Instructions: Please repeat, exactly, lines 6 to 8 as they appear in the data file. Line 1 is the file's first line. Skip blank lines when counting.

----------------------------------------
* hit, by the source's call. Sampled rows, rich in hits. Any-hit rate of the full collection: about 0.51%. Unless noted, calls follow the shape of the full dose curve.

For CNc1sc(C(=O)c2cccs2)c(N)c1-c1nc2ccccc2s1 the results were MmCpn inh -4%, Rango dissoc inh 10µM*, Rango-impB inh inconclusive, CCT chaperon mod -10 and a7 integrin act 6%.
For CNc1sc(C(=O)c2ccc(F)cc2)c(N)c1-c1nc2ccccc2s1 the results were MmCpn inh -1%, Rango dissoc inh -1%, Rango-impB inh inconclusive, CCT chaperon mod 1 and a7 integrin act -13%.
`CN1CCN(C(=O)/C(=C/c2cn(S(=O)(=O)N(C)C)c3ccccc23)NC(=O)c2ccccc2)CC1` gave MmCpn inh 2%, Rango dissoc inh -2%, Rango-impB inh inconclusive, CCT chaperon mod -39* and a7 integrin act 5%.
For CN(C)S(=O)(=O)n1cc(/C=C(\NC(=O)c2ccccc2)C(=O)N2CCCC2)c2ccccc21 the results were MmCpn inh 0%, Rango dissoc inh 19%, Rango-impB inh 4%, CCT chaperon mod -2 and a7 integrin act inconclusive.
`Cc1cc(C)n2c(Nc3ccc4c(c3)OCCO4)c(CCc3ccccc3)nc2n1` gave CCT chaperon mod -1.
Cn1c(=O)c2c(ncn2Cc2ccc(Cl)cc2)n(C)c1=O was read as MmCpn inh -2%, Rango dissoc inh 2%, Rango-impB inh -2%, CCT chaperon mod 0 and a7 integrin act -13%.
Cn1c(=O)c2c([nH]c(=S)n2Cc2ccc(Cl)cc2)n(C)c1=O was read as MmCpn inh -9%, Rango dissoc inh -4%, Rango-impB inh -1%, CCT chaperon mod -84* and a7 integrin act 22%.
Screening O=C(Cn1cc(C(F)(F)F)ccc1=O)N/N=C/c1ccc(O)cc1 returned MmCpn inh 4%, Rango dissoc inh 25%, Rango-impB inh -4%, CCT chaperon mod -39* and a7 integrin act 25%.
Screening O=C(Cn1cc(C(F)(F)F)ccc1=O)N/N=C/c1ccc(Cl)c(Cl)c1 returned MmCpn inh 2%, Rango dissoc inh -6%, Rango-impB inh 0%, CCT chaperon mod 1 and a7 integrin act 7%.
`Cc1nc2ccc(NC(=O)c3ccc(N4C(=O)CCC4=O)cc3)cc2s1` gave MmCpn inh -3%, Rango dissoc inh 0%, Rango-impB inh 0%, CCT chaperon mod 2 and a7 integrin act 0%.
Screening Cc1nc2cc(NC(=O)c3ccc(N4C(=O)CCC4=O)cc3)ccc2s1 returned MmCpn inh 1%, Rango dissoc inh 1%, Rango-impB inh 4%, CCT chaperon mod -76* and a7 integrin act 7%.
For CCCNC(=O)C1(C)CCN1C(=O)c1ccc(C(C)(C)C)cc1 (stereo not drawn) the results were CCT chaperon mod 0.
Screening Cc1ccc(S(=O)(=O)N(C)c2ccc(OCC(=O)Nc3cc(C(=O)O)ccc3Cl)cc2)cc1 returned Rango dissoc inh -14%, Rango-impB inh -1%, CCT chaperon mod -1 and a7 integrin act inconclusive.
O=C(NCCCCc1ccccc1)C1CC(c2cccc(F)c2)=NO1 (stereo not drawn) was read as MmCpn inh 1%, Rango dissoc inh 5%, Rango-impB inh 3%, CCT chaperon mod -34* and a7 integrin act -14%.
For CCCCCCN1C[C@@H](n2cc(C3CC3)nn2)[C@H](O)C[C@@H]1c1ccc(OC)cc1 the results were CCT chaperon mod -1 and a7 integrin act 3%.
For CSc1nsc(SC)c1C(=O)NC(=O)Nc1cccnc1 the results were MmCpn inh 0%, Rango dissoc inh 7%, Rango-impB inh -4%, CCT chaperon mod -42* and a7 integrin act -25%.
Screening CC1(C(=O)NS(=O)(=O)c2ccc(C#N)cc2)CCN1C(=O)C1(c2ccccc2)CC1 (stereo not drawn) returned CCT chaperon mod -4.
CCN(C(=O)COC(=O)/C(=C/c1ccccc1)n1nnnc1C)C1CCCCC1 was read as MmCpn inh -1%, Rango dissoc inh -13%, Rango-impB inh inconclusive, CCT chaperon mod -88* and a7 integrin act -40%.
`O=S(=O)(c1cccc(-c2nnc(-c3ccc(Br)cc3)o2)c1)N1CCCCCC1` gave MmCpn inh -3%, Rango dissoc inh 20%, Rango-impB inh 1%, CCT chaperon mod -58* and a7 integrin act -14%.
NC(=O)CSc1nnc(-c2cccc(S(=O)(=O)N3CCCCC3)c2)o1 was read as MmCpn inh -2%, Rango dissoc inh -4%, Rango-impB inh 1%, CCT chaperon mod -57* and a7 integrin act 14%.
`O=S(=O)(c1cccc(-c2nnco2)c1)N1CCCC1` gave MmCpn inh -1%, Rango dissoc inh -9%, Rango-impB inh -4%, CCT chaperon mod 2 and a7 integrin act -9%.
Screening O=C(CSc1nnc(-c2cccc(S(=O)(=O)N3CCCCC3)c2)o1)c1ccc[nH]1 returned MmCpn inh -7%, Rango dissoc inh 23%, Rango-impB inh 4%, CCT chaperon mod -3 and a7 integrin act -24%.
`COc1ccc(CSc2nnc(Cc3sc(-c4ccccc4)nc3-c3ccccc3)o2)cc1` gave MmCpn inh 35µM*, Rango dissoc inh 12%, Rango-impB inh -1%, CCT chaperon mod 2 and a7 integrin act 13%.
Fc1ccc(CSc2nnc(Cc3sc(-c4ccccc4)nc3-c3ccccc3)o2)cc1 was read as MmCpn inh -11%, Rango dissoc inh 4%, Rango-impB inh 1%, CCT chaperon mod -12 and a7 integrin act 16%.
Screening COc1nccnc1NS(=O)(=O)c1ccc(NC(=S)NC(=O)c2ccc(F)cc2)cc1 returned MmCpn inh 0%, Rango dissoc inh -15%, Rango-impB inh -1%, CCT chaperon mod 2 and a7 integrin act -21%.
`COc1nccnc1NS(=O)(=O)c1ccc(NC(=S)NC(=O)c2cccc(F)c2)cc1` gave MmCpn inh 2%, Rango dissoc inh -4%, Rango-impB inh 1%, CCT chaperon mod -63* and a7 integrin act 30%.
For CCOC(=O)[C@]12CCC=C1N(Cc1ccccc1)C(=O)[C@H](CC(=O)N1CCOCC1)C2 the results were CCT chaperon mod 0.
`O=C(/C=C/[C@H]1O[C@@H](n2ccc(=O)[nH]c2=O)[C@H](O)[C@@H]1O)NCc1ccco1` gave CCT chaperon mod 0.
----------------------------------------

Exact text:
`Cc1cc(C)n2c(Nc3ccc4c(c3)OCCO4)c(CCc3ccccc3)nc2n1` gave CCT chaperon mod -1.
Cn1c(=O)c2c(ncn2Cc2ccc(Cl)cc2)n(C)c1=O was read as MmCpn inh -2%, Rango dissoc inh 2%, Rango-impB inh -2%, CCT chaperon mod 0 and a7 integrin act -13%.
Cn1c(=O)c2c([nH]c(=S)n2Cc2ccc(Cl)cc2)n(C)c1=O was read as MmCpn inh -9%, Rango dissoc inh -4%, Rango-impB inh -1%, CCT chaperon mod -84* and a7 integrin act 22%.